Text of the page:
Talented small-town girl Lily Mars hounds producer John Thornway for a part in his new play, but he doesn't want anything to do with stage-struck amateurs. But when Lily follows him to New ... See full summary »
On a train trip West to become a mail order bride Susan Bradley meets a cheery crew of young women traveling out to open a " Harvey House " restaurant at a remote whistle stop to provide ... See full summary »
Soldier Joe Allen is on a two-day leave in New York, and there he meets Alice. She agrees to show him the sights and they spend the day together. In this short time they find themselves ... See full summary »
Light bio-pic of American Broadway pioneer Jerome Kern, featuring renditions of the famous songs from his musical plays by contemporary stage artists, including a condensed production of ... See full summary »
Two Americans on a hunting trip in Scotland become lost. They encounter a small village, not on the map, called Brigadoon, in which people harbor a mysterious secret, and behave as if they were still living two hundred years in the past.
With his high school graduation behind him, Andy Hardy decides that as an adult, it's time to start living his life. Judge Hardy had hoped that his son would go to college and study law, ... See full summary »
Set during WW I, Palmer and Hayden team up as vaudeville artists. Harry Palmer deliberately injures his hand to avoid being drafted to the army. Later, he makes up for this. WW I patriotism for a WW II audience, very sentimental, great musical episodes and songs. Written by
Gerhard Gonter <firstname.lastname@example.org>
When it was decided that the costume worn by Mártha Eggerth while she performed "Do I Love You?" revealed too much cleavage, all close-ups of her during the number were blurred at the bodice. See more »
Jo's YWCA uniform (like much of her clothing in the latter half of the film) is characteristic of World War II, when the film was released, and not World War I, in which it is set. Her uniform's shoulders are too broad and the skirt too short, and she is wearing sheer stockings and pumps instead of opaque stockings and high boots or oxfords. See more »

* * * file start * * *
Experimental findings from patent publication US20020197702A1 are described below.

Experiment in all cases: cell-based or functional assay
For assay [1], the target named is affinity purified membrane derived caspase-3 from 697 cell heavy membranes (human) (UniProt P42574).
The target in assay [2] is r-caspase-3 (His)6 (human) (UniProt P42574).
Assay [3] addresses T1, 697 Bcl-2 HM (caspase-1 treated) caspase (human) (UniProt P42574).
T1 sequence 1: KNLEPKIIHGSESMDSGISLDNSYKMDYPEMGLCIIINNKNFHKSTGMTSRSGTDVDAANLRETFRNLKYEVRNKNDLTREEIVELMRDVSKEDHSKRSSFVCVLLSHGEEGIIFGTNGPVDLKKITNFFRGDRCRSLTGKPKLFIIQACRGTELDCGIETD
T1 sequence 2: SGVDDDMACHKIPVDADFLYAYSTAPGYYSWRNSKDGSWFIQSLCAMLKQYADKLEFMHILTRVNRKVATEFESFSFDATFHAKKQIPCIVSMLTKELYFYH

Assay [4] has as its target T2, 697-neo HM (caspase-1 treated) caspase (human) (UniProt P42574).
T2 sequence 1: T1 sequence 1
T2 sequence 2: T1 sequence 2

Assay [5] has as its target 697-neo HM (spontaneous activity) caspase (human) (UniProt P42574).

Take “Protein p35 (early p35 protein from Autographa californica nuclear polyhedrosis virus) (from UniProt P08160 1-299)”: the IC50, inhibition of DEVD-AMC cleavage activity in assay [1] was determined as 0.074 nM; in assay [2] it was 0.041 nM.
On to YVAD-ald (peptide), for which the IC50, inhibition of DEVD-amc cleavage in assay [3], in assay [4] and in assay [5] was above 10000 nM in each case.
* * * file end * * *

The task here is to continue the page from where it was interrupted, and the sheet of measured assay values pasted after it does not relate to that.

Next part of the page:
The classic plot of girl refuses guy only to fall in love with him later is at work again. When the girl happens to be Judy Garland, one of the top box office draws and the MGM triple threat of extraordinarily talented singer, actress and dancer, it kind of changes the whole perspective. In the MGM heavens there are no leading men who can match her on screen stature.
To solve that problem, she gets two leading men. Before World War 1, the vaudeville girl has to choose between two partners. George Murphy and Gene Kelly. Fresh from Broadway success with "Pal Joey", Mr Kelly makes his movie debut in "For Me and My Gal" and it is nothing short of memorable. It was time the world saw that Hollywood dancers wore something other than white tails and top hat, like Mr Astaire.
The screenplay is slight. It hardly matters, because World War 1 is enough of a threat to forward the story anyway. All elements of drama and tear jerking romance are there. For a routine musical at MGM, we expect our happy 40s story, all complete with happy ending, plus the usual congenial mix of complications along the way. And with direction from Busby Berkley, great 1915s songs and two of the greatest musical stars in the mix, we certainly get our happy ending.
Today it stands out because of its musical quality and excellent conception of production. They certainly don't make 'em like this anymore.
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